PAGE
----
Emile and the Detective (Germany, 1954)

Figure 1.--German boys in the 1950s were still commonly wearing short pants, even when it was chilly out and a jacket was needed.

"Emil and the Dectective" is perhaps the most famous of all the children's books written by Erich Kästner. The German title is "Emil und die Detektive". This not very notable children's film does provide a good overview of the clothes West German boys were wearing in the 1950s. The film centers on a group of children so there are many scences showing the ordinary clothes worn by German boys. Movies made in Germany provide some insights into contemporary boys clothing. Because of the language barrier, these films have not been widely circulated in the United States. I know little about the movies, but they do provide useful glimpses into clothing trends.


"Emil and the Dectective" is perhaps the most famous of all the children's books written by Erich Kästner. The German title is "Emil und die Detektive". The most noticeable aspect of the production of the German 1954 version is that the plot requires a hundred or more junior extras quite extensively used throughout the film and there has been no requirement for any special costumes the kids being told when and where to turn up thus making it a pretty reliable glimps of the styles at the time

Erich Kästner (1899-1974)

Erich Kästner was a famous German writer of children's stories. He is probably best known for his book Emil and the Detectives. He was popular both in Germany and other countries, mostly within the German speaking world. He was well known in the Scandnavia and the Netherlands, but less so in France and English speaking countries. He was drafted at the age of 17 and was apauled both by the brutality of German military training as well as the War itself. Thus he became a life-long pacifist and as the NAZIs appeared on the political landscape, anti-NAZI. He worked as a journalist and began writing children's books. Most of his best books in terms of popularity were published during the Weimsar era.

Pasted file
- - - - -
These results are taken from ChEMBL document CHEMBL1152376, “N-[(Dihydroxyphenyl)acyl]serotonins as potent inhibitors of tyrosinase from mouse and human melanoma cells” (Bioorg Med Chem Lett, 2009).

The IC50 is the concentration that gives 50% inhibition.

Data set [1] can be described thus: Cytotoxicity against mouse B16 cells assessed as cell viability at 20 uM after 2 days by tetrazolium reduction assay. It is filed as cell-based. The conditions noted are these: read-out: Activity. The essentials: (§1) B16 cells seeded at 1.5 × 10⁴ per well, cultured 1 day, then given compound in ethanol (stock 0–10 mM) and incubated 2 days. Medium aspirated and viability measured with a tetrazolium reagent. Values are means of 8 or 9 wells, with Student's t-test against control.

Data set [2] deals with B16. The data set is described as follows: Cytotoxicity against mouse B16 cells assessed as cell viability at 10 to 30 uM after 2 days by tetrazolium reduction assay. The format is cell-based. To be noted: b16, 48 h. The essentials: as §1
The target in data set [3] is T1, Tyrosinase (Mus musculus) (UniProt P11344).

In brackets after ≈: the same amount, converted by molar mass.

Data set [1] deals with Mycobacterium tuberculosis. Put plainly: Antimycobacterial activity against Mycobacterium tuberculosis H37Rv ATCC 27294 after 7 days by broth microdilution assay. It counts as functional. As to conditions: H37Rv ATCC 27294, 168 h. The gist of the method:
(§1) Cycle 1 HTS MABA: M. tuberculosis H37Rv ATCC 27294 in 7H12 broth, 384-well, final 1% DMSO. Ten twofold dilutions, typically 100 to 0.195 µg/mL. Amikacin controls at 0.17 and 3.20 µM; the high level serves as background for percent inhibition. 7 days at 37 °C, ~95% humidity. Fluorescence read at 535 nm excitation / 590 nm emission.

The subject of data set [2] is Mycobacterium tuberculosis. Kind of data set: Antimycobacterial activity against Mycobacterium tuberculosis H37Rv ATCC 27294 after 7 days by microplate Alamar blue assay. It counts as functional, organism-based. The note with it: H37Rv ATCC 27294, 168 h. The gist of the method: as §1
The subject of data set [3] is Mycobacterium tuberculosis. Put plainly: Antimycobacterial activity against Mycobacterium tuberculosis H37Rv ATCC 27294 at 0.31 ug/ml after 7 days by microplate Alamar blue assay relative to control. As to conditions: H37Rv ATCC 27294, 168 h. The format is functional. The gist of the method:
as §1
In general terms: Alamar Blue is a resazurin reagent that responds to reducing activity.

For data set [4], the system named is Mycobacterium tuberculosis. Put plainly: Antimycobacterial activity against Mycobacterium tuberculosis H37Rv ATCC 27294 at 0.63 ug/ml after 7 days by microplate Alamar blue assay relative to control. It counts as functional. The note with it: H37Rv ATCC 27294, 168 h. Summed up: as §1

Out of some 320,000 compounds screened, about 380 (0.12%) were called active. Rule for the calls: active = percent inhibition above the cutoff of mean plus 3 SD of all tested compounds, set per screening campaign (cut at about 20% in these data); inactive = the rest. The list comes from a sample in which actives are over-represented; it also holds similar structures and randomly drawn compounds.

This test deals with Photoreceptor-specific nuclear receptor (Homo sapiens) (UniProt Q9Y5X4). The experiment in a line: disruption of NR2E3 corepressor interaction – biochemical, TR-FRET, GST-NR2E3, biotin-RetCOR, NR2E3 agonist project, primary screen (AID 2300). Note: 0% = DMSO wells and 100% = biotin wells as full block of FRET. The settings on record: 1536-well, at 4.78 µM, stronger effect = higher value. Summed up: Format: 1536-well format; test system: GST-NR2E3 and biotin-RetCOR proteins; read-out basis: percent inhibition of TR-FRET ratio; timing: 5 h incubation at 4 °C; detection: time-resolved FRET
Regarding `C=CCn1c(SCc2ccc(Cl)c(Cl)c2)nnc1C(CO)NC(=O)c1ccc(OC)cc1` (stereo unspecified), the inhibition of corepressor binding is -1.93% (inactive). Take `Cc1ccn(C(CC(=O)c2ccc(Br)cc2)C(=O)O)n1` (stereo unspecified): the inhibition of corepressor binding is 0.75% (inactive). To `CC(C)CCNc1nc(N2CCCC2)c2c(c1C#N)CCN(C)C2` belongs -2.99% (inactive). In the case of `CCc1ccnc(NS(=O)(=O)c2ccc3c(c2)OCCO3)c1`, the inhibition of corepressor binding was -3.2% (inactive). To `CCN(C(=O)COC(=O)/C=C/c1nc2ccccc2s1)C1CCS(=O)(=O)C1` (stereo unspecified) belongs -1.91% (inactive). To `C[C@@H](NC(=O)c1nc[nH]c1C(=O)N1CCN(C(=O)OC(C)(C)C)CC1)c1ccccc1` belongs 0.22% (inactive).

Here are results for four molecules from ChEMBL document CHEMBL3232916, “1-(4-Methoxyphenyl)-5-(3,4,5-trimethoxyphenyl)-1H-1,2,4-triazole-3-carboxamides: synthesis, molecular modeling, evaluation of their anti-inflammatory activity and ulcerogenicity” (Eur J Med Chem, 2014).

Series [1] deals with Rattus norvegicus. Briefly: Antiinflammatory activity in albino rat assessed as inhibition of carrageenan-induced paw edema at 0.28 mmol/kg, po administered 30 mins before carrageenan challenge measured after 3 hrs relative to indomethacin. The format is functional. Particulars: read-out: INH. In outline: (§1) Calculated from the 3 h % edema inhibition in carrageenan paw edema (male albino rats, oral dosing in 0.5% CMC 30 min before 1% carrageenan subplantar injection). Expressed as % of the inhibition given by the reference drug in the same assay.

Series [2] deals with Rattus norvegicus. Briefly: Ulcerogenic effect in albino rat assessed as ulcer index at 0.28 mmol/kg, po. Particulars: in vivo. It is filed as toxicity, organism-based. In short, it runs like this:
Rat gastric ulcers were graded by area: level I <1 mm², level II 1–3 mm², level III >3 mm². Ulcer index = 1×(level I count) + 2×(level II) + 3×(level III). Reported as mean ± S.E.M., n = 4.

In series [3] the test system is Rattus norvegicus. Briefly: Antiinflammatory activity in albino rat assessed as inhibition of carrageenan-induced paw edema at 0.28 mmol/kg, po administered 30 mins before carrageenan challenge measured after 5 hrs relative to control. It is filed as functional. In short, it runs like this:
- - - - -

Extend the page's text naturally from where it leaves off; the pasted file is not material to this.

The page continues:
HBC's movie consultant provided the following information on this film: " I am begining to realise that this childrens fable is one that was introduced to me quite young, I think by a smashing teacher I had at primary school who read the book to our class a bit at a time and it left a lasting memory for me. I have since mentioned the book/film to several people over time and none of them had heard of it whereas I had always thought it was as well known as Tom Sawyer or Winnie the Pooh. The plot is about a young boy who is sent for some reason by his parents to his grandparents house someway away alone, using a tram (street car). The original story was set in the 1920s, the German production in the 1950s. Emil was carrying a large denomination bank note pinned inside his jacket. Emil falls asleep during the journey and a thief who has noticed the boy alone manages to pinch the money. The rest of the story is about how he manages to recover the money aided by a lot of help from many other youngsters. (The pin holes in the bank note prove that it belongs to Emil.)" Another reader tells us a bit more, "The reason why Emil is travelling alone is that he is spending his summer vacasion with his Granny in Munich. It was felt that he would have a happier time with his relations and cousin than in his sleepy village. The large denomination bank note he is carrying is for his granny. It is the extra money she will need to care for Emil and buy food etc. His mum works as a hair dresser. He knows she does not have much spare money so it is quite a terrible thing to have it stolen. [This is oine example of Kästner's working-class background expressed in his stories.] The thief is not a simpleton but a clever crook who has robbed a big bank of lots of money. This is the flaw in the story. Of course involving Emil and the other children is one reason the story has such appeal to children. Why should a notorious bank robber waste his time stealing from a kid. It is a bad mistake because Emil and the children of Munich capture him."